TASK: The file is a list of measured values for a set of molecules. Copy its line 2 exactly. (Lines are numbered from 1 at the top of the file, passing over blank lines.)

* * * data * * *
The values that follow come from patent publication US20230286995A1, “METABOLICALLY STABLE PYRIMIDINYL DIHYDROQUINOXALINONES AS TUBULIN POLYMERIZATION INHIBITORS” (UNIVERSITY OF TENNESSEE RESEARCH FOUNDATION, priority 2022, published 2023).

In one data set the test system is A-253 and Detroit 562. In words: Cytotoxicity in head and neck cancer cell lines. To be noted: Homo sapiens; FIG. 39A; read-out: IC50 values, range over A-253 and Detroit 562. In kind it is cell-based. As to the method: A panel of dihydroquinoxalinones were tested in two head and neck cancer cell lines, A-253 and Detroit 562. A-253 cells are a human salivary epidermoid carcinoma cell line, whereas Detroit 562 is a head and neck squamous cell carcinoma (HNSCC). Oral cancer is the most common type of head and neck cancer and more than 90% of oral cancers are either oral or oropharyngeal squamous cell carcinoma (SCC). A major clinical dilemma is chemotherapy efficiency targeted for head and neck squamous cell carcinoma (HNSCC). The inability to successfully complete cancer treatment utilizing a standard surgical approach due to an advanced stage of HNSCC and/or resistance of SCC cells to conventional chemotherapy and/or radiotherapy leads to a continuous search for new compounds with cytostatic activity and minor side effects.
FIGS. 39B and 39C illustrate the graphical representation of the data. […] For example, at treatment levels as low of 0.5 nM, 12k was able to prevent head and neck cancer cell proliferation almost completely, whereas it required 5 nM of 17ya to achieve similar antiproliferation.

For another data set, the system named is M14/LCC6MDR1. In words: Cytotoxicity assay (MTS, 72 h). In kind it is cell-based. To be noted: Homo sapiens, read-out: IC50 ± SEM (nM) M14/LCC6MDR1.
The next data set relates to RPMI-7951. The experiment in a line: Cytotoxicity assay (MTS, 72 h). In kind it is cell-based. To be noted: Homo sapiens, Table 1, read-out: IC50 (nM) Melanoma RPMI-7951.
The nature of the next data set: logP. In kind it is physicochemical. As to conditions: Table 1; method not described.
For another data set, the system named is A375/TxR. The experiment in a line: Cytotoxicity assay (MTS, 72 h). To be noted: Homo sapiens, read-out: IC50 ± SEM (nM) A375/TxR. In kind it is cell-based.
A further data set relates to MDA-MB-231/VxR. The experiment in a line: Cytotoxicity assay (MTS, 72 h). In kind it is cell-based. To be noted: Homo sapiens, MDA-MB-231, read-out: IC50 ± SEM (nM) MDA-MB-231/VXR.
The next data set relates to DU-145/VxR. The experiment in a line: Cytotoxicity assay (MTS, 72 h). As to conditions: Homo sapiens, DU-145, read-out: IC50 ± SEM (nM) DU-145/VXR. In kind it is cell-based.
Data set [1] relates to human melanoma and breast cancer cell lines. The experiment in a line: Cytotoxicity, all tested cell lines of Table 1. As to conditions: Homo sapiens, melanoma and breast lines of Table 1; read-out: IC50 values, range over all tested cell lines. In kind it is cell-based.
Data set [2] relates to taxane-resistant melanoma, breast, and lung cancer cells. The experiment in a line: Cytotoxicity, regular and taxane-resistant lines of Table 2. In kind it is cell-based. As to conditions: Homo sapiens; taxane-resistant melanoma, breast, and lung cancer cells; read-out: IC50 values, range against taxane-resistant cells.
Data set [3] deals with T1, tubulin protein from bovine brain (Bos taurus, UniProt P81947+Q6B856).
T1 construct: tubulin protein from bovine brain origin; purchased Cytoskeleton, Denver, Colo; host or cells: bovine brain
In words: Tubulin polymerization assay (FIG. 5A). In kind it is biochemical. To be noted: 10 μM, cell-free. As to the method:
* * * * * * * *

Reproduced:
In one data set the test system is A-253 and Detroit 562. In words: Cytotoxicity in head and neck cancer cell lines. To be noted: Homo sapiens; FIG. 39A; read-out: IC50 values, range over A-253 and Detroit 562. In kind it is cell-based. As to the method: A panel of dihydroquinoxalinones were tested in two head and neck cancer cell lines, A-253 and Detroit 562. A-253 cells are a human salivary epidermoid carcinoma cell line, whereas Detroit 562 is a head and neck squamous cell carcinoma (HNSCC). Oral cancer is the most common type of head and neck cancer and more than 90% of oral cancers are either oral or oropharyngeal squamous cell carcinoma (SCC). A major clinical dilemma is chemotherapy efficiency targeted for head and neck squamous cell carcinoma (HNSCC). The inability to successfully complete cancer treatment utilizing a standard surgical approach due to an advanced stage of HNSCC and/or resistance of SCC cells to conventional chemotherapy and/or radiotherapy leads to a continuous search for new compounds with cytostatic activity and minor side effects.